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  1. #1
    Join Date
    Jul 2010

    Unanswered: SQLTreeO, Addins, Plugins and best practices questions


    I am currently surfing around the world wide web for additional tools to help in productivity and ease the pain to develop inside the ManagementStudio.

    I've searched after best practices and found some useful information and some not.

    1Wondering now if any of you guys are using tools, plugins, addIns that you find useful, commercial or free, does not matter, that actually helps a lot in the way you work in Sql Management studio. The tools used shouldnt be on the format "A large diagramme, showing amount of tables created last 30 days", which to me sounds useless... :P But more on the format of SQLTreeO (which I am currently downloading and testing. It enables folders within the view of the object explorer). Or a tool that if you run a query against a table (a select statement only), it is attached to the table automatically, so right-clicking the table shows "Edit top 2500 rows, Select top 2500 rows, <run last select statement>, <edit through running last select statement>"

    Why the need of such things? Well, navigating through 300 stored procedures, 30 databases, where some database also contains 300-350 tables, which also are prefixed with "dbo.", without a search function, without proper navigation (I've also tested Object explorer details, still not satisfied).

    2 "Best practices" do you guys use? Using views and stored procedures everywhere, easily call-able functions from any application, and easily maintainable (changing securities for allow an app to insert is easily done). Packing things in a .dll, all queries, or just the procedure calls (businuess logic) that is shared among applications? And "best practices" can be individual too, things like "I have registered a hotkey which does...". Can also be things like 'SET @i = (select top(1) EmployeeID from employee)' vs 'SELECT TOP(1) @i = EmployeeID FROM Employee'

    Take this for example:
    - EmployeeID
    - Name

    - EmployeeHistoryID
    - EmployeeID
    - Date

    Looking for tips/suggestions/ideas for the simplest (and cleanest, shortest way (time, cost), and close to no-maintainance) queries for this little scenario. Would you create procedures for insert,update,delete and select? Would you create functions? Views? Would you create the queries in a .dll file, with LINQ? Using ORM systems?

    3 Within management studio, anyone using the "New > Project" and have found a good use for the Solution Explorer? I am always within Object Explorer (and the defalut solution opened, never created a new project/solution), and just looking at the solution explorer, the few hours it takes to learn (and probably master), is not really worth it? Seems stupid.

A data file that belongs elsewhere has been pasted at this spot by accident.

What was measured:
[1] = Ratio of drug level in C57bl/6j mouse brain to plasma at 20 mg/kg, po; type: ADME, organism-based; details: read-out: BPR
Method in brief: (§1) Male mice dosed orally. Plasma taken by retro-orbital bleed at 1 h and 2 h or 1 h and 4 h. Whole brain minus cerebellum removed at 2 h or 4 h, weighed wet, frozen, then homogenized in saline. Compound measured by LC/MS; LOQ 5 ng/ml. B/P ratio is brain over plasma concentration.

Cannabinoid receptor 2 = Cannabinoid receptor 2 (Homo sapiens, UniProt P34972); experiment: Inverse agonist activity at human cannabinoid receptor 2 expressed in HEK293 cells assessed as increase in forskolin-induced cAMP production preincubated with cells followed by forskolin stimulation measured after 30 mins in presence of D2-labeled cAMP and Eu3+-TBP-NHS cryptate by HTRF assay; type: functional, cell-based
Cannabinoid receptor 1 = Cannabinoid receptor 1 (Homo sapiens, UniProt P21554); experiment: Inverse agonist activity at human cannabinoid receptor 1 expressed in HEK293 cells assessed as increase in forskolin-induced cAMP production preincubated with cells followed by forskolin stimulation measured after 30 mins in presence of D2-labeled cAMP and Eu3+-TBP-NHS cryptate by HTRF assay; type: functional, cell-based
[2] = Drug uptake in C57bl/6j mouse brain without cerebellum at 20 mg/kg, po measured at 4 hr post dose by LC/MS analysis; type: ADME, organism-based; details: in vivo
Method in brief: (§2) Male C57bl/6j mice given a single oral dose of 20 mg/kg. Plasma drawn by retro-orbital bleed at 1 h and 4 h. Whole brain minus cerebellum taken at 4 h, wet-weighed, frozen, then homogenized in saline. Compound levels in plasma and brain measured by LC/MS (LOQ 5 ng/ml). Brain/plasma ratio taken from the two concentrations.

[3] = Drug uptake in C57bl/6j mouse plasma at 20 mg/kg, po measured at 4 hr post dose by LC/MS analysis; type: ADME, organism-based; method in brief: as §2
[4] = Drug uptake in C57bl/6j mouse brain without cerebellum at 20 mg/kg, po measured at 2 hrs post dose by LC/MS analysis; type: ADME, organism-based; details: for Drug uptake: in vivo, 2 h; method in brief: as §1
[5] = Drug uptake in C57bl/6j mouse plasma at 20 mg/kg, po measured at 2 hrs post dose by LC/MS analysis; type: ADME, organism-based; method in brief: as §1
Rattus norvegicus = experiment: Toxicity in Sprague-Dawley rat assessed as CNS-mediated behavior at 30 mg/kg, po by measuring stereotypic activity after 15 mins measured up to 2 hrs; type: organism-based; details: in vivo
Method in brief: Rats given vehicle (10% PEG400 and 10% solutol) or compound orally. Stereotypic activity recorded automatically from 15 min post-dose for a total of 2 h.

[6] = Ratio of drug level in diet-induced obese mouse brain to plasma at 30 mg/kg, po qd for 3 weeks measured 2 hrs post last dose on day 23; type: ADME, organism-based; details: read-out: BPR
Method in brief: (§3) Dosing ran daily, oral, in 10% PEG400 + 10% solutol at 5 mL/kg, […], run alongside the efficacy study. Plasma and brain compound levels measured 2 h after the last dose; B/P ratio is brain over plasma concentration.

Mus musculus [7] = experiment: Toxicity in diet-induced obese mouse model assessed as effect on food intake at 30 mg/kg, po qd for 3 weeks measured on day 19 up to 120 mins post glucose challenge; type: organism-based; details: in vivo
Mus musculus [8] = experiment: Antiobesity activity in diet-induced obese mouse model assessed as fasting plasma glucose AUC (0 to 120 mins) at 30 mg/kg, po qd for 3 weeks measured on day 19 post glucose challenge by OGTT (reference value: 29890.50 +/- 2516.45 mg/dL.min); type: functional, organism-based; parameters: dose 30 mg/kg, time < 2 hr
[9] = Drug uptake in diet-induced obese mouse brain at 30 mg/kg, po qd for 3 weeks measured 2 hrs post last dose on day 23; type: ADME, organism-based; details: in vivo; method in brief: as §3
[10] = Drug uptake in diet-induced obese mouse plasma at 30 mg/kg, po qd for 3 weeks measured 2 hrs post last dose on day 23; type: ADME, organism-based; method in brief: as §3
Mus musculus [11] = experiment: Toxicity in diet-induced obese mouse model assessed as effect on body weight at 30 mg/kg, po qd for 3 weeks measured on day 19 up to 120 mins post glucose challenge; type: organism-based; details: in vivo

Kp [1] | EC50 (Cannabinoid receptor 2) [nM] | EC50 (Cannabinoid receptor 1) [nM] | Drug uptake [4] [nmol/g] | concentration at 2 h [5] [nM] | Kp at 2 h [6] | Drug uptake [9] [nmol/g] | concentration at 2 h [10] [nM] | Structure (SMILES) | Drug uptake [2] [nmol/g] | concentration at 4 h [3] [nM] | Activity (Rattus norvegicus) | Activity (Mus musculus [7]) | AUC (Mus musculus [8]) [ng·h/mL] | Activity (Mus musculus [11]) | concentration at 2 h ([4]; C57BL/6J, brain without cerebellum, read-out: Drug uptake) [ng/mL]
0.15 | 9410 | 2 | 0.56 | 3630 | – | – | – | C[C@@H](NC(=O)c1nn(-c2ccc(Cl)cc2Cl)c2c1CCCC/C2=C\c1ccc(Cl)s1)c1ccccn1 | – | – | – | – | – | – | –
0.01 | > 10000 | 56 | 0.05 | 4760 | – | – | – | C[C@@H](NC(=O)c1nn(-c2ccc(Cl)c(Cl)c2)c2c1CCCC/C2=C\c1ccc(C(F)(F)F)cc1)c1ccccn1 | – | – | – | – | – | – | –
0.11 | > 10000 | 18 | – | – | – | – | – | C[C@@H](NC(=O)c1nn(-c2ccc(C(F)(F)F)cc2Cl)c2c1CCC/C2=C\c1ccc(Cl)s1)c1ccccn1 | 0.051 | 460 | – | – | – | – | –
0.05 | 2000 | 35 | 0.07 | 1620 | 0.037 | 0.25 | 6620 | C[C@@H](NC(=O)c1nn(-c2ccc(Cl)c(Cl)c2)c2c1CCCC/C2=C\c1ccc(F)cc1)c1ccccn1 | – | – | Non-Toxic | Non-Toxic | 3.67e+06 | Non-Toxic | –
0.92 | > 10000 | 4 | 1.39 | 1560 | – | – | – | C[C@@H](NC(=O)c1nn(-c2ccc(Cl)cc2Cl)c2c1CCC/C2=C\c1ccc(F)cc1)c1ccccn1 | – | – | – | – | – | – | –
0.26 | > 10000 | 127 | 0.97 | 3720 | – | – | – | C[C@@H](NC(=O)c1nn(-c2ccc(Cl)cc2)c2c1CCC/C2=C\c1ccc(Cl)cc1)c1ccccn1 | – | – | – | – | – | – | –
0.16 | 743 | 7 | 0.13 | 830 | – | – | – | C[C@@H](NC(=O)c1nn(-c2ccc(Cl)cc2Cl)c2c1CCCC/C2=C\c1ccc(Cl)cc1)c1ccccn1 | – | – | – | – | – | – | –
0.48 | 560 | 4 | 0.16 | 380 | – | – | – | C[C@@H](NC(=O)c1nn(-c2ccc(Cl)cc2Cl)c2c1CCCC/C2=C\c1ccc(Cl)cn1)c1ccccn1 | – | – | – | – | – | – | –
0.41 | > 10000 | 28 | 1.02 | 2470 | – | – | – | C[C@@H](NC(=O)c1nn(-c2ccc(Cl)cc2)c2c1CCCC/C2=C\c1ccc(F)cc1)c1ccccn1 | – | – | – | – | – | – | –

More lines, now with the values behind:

Note not looking for queries, but thoughts, ideas,..

    Where I am?
    Oh, not landed on any decisions yet, currently doing a bit of everything, which is the reason why I post, due to now it gives me a headache! :P

    Small statements such as "select name from employee" are done "there and then", inside the application (C#/C++/php/Lua/VBS).

    Larger procedures are stored within the database and called from the application, both from a library file (dll) and not.

    And even a few applications are using various ORM systems.

    Using SQL 2008 R2.

    Googled a bit and SQL 2012 does not seem to help on these matters.
    Actually had these questions throughout the last few years, but never had enough time to ask/had a colleague to ask...
    Last edited by ManyTimes; 10-04-13 at 11:54.

  2. #2
    Join Date
    Feb 2004
    In front of the computer
    Provided Answers: 54
    Keep in mind that the authors of these tools are friends of mine, so I can't claim that this is 100% unbiased opinion even though I used their tools before I got to know them.

    In terms of SSMS (SQL Server Management Studio) add-ins, the only one that I've ever used (or even considered) was SSMS Tools Pack which is written and maintained by Mladen Prajdić.

    Another tool that runs outside of SSMS, but is probably more useful to me personally is SQL Spec. This tool will document an entire SQL Server from logins and linked servers down to columns, datatypes, and samples of the data! It will also document SSIS package, Access Databases, DB2, Oracle, and just about anything else that you need to understand when doing a database project. I can't say enough good things about Jesse and the only bad thing that I can say is that he doesn't come here often enough!

    A great tool to have when doing server onboarding (when you are taking responsibility for managing a SQL Server) is sp_blitz by Brent Ozar and others. This will give you a quick and easy to follow list of potential pitfalls, pre-sorted by their "threat level" to your getting to sleep.

    I'm a huge PowerShell fan, and I highly recommend Idera's SQL Server Tools because they'll make your life much easier once you learn how to use them. If you don't know PowerShell now:
    1. Stop reading this
    2. Go learn Powershell (I recommend Pluralsight - Hardcore Dev and IT Training but the tools are free and very good.
    3. Come back when you're done.
    4. Send me accolades and cash for the advice if you are so moved!
    That ought to be enough to get the conversation started!

    In theory, theory and practice are identical. In practice, theory and practice are unrelated.

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